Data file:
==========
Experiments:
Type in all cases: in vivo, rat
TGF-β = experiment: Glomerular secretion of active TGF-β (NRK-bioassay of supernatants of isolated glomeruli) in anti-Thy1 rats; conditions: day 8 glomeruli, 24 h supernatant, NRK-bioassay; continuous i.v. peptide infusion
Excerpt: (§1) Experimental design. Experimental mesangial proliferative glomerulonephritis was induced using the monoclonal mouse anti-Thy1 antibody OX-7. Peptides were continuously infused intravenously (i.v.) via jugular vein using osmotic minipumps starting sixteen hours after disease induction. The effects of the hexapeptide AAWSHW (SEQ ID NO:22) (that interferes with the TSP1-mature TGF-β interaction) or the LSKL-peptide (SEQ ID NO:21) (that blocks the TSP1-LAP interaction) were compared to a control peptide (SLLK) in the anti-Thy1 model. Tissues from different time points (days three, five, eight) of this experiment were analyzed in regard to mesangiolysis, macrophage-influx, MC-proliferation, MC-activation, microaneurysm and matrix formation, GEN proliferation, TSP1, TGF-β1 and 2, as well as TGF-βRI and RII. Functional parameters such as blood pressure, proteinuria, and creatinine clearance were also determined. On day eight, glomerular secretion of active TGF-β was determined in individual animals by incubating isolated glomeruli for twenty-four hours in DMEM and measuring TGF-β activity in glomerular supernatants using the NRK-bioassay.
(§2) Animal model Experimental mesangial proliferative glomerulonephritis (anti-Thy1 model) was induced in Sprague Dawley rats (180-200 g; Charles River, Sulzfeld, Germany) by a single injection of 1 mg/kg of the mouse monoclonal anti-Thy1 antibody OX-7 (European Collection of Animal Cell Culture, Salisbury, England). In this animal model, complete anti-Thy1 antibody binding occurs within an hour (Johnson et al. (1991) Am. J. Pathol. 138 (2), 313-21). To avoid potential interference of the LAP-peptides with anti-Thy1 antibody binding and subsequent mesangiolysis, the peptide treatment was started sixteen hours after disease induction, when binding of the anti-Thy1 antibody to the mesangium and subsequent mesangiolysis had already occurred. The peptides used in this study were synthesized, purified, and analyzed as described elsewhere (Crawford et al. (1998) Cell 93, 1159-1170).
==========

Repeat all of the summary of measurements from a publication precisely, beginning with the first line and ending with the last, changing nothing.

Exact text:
Experiments:
Type in all cases: in vivo, rat
TGF-β = experiment: Glomerular secretion of active TGF-β (NRK-bioassay of supernatants of isolated glomeruli) in anti-Thy1 rats; conditions: day 8 glomeruli, 24 h supernatant, NRK-bioassay; continuous i.v. peptide infusion
Excerpt: (§1) Experimental design. Experimental mesangial proliferative glomerulonephritis was induced using the monoclonal mouse anti-Thy1 antibody OX-7. Peptides were continuously infused intravenously (i.v.) via jugular vein using osmotic minipumps starting sixteen hours after disease induction. The effects of the hexapeptide AAWSHW (SEQ ID NO:22) (that interferes with the TSP1-mature TGF-β interaction) or the LSKL-peptide (SEQ ID NO:21) (that blocks the TSP1-LAP interaction) were compared to a control peptide (SLLK) in the anti-Thy1 model. Tissues from different time points (days three, five, eight) of this experiment were analyzed in regard to mesangiolysis, macrophage-influx, MC-proliferation, MC-activation, microaneurysm and matrix formation, GEN proliferation, TSP1, TGF-β1 and 2, as well as TGF-βRI and RII. Functional parameters such as blood pressure, proteinuria, and creatinine clearance were also determined. On day eight, glomerular secretion of active TGF-β was determined in individual animals by incubating isolated glomeruli for twenty-four hours in DMEM and measuring TGF-β activity in glomerular supernatants using the NRK-bioassay.
(§2) Animal model Experimental mesangial proliferative glomerulonephritis (anti-Thy1 model) was induced in Sprague Dawley rats (180-200 g; Charles River, Sulzfeld, Germany) by a single injection of 1 mg/kg of the mouse monoclonal anti-Thy1 antibody OX-7 (European Collection of Animal Cell Culture, Salisbury, England). In this animal model, complete anti-Thy1 antibody binding occurs within an hour (Johnson et al. (1991) Am. J. Pathol. 138 (2), 313-21). To avoid potential interference of the LAP-peptides with anti-Thy1 antibody binding and subsequent mesangiolysis, the peptide treatment was started sixteen hours after disease induction, when binding of the anti-Thy1 antibody to the mesangium and subsequent mesangiolysis had already occurred. The peptides used in this study were synthesized, purified, and analyzed as described elsewhere (Crawford et al. (1998) Cell 93, 1159-1170).